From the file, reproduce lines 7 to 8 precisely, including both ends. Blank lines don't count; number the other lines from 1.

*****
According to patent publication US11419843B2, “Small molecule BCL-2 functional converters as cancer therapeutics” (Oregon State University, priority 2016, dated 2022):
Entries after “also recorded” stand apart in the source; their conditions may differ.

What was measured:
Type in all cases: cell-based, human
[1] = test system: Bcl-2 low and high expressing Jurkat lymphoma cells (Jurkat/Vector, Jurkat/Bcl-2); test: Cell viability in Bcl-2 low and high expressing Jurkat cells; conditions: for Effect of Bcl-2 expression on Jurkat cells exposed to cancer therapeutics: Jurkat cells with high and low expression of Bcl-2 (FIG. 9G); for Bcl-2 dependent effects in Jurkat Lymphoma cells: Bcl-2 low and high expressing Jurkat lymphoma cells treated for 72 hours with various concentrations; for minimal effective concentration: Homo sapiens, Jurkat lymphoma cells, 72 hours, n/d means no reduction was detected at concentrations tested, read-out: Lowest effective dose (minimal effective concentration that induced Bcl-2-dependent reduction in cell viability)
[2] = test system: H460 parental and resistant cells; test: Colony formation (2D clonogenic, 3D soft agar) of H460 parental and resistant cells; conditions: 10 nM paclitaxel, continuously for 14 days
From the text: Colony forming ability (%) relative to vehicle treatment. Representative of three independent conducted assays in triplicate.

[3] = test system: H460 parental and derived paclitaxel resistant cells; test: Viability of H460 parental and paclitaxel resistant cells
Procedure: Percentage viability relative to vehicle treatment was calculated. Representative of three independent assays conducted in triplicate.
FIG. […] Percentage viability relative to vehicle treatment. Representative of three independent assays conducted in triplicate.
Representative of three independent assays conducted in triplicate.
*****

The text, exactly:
From the text: Colony forming ability (%) relative to vehicle treatment. Representative of three independent conducted assays in triplicate.

[3] = test system: H460 parental and derived paclitaxel resistant cells; test: Viability of H460 parental and paclitaxel resistant cells